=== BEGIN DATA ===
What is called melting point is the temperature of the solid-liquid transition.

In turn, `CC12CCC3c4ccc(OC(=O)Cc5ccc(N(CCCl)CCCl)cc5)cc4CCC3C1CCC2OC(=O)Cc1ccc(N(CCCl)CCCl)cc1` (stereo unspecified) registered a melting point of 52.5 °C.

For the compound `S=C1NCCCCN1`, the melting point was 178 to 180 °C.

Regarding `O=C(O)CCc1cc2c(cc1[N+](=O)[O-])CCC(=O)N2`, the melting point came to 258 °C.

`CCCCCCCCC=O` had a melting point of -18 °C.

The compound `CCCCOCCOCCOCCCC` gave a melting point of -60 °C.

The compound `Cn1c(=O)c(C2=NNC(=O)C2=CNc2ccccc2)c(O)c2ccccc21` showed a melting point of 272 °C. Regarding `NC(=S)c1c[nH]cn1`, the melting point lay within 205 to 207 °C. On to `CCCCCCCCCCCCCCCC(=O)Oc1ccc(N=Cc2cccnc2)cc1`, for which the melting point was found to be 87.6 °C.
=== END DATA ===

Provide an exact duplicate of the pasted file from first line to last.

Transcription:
What is called melting point is the temperature of the solid-liquid transition.

In turn, `CC12CCC3c4ccc(OC(=O)Cc5ccc(N(CCCl)CCCl)cc5)cc4CCC3C1CCC2OC(=O)Cc1ccc(N(CCCl)CCCl)cc1` (stereo unspecified) registered a melting point of 52.5 °C.

For the compound `S=C1NCCCCN1`, the melting point was 178 to 180 °C.

Regarding `O=C(O)CCc1cc2c(cc1[N+](=O)[O-])CCC(=O)N2`, the melting point came to 258 °C.

`CCCCCCCCC=O` had a melting point of -18 °C.

The compound `CCCCOCCOCCOCCCC` gave a melting point of -60 °C.

The compound `Cn1c(=O)c(C2=NNC(=O)C2=CNc2ccccc2)c(O)c2ccccc21` showed a melting point of 272 °C. Regarding `NC(=S)c1c[nH]cn1`, the melting point lay within 205 to 207 °C. On to `CCCCCCCCCCCCCCCC(=O)Oc1ccc(N=Cc2cccnc2)cc1`, for which the melting point was found to be 87.6 °C.